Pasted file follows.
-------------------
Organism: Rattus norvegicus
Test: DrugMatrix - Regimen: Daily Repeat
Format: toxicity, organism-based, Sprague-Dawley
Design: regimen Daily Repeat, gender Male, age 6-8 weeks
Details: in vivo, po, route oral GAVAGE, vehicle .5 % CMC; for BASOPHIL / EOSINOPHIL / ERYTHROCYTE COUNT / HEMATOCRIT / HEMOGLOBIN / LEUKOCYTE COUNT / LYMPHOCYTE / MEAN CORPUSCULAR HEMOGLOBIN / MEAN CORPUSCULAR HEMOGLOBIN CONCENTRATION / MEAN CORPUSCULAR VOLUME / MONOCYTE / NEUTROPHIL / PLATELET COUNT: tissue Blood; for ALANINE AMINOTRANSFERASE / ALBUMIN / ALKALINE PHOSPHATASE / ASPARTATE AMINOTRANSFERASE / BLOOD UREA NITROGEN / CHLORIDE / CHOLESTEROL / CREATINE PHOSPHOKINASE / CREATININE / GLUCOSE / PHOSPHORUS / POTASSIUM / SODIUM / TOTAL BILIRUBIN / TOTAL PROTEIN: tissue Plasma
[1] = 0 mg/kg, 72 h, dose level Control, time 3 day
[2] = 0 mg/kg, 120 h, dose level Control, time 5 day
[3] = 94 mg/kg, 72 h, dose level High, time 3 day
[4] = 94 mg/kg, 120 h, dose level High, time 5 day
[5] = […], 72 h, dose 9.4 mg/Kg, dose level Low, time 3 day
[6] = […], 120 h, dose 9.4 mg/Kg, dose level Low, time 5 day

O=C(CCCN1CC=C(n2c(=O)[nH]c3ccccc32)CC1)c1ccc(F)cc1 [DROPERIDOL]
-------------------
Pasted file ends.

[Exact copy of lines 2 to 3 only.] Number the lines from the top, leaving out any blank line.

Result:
Test: DrugMatrix - Regimen: Daily Repeat
Format: toxicity, organism-based, Sprague-Dawley